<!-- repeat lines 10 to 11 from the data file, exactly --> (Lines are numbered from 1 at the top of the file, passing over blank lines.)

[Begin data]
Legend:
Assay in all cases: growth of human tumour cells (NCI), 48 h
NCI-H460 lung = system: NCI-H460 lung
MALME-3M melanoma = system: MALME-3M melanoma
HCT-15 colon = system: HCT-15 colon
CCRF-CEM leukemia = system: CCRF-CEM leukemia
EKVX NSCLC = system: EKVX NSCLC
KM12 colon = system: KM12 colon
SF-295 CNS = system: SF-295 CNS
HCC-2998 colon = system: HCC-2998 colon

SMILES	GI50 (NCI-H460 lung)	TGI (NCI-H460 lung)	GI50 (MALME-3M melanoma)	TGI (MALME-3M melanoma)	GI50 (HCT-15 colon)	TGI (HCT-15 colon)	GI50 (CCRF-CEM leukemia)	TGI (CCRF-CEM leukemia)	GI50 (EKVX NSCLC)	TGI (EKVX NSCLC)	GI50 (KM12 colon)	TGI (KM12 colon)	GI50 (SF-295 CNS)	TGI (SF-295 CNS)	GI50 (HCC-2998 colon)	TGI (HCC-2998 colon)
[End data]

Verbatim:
HCC-2998 colon = system: HCC-2998 colon

SMILES	GI50 (NCI-H460 lung)	TGI (NCI-H460 lung)	GI50 (MALME-3M melanoma)	TGI (MALME-3M melanoma)	GI50 (HCT-15 colon)	TGI (HCT-15 colon)	GI50 (CCRF-CEM leukemia)	TGI (CCRF-CEM leukemia)	GI50 (EKVX NSCLC)	TGI (EKVX NSCLC)	GI50 (KM12 colon)	TGI (KM12 colon)	GI50 (SF-295 CNS)	TGI (SF-295 CNS)	GI50 (HCC-2998 colon)	TGI (HCC-2998 colon)